“Brownell’s bridge replacement will be much more pleasing to the eye than the current structure, as well. Golf Club Road had to be closed several years ago because of its poor condition. The temporary access road installed just before the closure unfortunately provided easy access to trespassers,” said Fox of the ongoing design work. “Trash disposal and vandalism were becoming a significant issue in that area and along the right-of-way, which is not a public way. In fact, no one should be walking along the tracks or near the tracks at any time. Once this bridge is replaced, the temporary road will no longer be necessary, and access can then be safely restricted.”
New Rail Crossings
Some of these bridges have inadequate vertical clearance over roadways, while others are in poor condition and have been out of service for decades. DOT crews — with workers from Cardi Corp. and other sub-contractors, have been removing and replacing these older bridges to support freight service while staging the area for commuter rail to Boston.
Through summer and autumn, MassDOT, now under the supervision of the MBTA, is constructing grade crossing upgrades, railroad bridge replacements, track improvements and shoring up the bridge areas over major arteries like President Avenue in Fall River.
The following $16 million phase of the construction project will upgrade five grade crossings (three in Freetown, one in Taunton and one in New Bedford), rebuild approximately 10,500 ft. (3,200 m) of track in Freetown and install approximately 6,000 ft. (1,828 m) of new track in New Bedford. The locations are: High Street, Elm Street and Copicut Road along the Fall River Secondary in Freetown; Dean Street in Taunton; and Nash Road in New Bedford.
The project also will make signal improvements at the Dean Street/Arlington Street intersection in Taunton and the Nash Road/Church Street intersection in New Bedford. The grade crossings will be equipped with the latest safety warning technology and will accommodate future commuter rail service.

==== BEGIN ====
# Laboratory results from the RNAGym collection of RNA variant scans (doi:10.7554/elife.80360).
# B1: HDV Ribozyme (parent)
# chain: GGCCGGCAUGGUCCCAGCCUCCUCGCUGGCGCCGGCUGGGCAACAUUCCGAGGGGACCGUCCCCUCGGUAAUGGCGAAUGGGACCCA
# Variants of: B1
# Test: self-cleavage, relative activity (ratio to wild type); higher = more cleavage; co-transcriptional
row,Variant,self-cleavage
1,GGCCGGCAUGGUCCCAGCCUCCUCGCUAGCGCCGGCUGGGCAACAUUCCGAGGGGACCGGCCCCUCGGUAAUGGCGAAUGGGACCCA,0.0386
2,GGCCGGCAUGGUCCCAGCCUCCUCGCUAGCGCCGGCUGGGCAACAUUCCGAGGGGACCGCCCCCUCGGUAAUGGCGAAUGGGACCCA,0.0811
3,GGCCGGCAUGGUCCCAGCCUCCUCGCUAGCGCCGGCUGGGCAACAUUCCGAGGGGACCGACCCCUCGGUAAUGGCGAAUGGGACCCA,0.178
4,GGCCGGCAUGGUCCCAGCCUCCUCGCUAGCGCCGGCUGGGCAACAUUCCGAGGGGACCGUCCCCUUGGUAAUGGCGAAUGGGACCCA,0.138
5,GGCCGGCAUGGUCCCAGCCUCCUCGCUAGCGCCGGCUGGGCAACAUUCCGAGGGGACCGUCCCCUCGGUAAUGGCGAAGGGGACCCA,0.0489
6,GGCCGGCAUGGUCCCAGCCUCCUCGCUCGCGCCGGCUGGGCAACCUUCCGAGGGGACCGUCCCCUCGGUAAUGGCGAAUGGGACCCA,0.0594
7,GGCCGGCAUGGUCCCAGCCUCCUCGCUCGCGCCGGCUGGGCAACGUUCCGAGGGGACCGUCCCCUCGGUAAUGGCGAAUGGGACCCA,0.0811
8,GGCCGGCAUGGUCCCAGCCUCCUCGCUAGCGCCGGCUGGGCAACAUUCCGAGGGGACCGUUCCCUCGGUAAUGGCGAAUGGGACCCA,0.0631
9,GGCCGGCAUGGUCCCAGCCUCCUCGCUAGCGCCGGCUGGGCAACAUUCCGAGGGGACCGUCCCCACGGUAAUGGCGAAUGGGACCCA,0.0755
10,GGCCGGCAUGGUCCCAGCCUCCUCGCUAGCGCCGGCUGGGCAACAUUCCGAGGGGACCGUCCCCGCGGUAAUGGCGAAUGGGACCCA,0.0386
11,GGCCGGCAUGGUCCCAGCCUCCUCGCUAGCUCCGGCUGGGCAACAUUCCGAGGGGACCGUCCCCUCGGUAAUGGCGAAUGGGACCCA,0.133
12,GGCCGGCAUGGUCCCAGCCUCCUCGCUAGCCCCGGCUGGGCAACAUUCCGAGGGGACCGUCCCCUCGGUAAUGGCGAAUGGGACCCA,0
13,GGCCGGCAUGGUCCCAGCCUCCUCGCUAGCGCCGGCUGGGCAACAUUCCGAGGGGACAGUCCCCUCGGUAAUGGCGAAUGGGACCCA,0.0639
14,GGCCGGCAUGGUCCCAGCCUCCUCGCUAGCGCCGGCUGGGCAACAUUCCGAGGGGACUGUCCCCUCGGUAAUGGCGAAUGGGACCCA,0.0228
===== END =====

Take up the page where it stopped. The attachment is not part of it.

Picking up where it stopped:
The estimated travel time between New Bedford and Boston (South Station) is about 77 minutes. From Fall River, the trip is estimated to take around 75 minutes. This will be a boon for commuters who routinely take two hours to get to the city where parking also is at a premium.
The 120-month timeline, which began in June 2014, held for two years of preliminary engineering and permitting, two-plus-years of final design, and five years of construction, with the timeline subject to change.
The Mass. house and senate authorized $12.7 billion to finance a number of improvements to the Commonwealth’s transportation infrastructure system in 2014, including a $2.3 billion bill for South Coast Rail. The first year funding of $12 million is to secure data collection, preliminary design to support the environmental permitting process through the summer of 2015.
In some areas, the soil borings collected reveal that additional structural support from footings, piers and other aids must be incorporated into the construction design. The new rail route that has been selected is called the Stoughton (after the city) Electric Alternative. The U.S. Army Corps of Engineers identified this route as the least “environmentally damaging practicable South Coast Rail alignment and mode.”
The agencies made such determinations based on a comprehensive evaluation of multiple factors, including ridership, travel times, biodiversity, wetlands, land use, noise and vibration, water resources, as well as visual and socioeconomic impacts, which will include a new vital lifeline to three cities that desperately need a boost.
An electrified system has been approved, which offers many economic and green benefits. According to the MBTA literatures, electric trains have several key advantages over diesel trains: Zero emission vehicles run more cleanly and efficiently, resulting in reduced corridor air pollution emissions; electric trains accelerate and decelerate more quickly, resulting in better commute times; and they generally require less maintenance. Electric energy that powers the trains can be sourced from wind power and other green sources.
When the project was announced, then-Gov. Deval L. Patrick said, “south Coast residents deserve the benefits of a reliable and convenient connection to Boston and points in between. This work is another step in a methodical, comprehensive process that will move South Coast Rail forward.”
Patrick left office after eight years in January.
The MBTA is working with new Gov. Charlie Baker on future improvements and South Coast Rail maintenance as the project will not be finished by the end of Baker’s first term.
For more information, visit www.mass.gov/southcoastrail.